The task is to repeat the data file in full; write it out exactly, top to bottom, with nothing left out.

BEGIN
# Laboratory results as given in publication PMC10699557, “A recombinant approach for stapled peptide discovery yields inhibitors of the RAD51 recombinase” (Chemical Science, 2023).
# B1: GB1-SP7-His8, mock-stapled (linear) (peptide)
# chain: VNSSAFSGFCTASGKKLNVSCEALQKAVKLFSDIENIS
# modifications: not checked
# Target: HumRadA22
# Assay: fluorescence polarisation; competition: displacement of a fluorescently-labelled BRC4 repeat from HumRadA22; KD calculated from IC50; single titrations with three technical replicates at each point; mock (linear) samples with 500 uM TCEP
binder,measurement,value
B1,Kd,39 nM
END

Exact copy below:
# Laboratory results as given in publication PMC10699557, “A recombinant approach for stapled peptide discovery yields inhibitors of the RAD51 recombinase” (Chemical Science, 2023).
# B1: GB1-SP7-His8, mock-stapled (linear) (peptide)
# chain: VNSSAFSGFCTASGKKLNVSCEALQKAVKLFSDIENIS
# modifications: not checked
# Target: HumRadA22
# Assay: fluorescence polarisation; competition: displacement of a fluorescently-labelled BRC4 repeat from HumRadA22; KD calculated from IC50; single titrations with three technical replicates at each point; mock (linear) samples with 500 uM TCEP
binder,measurement,value
B1,Kd,39 nM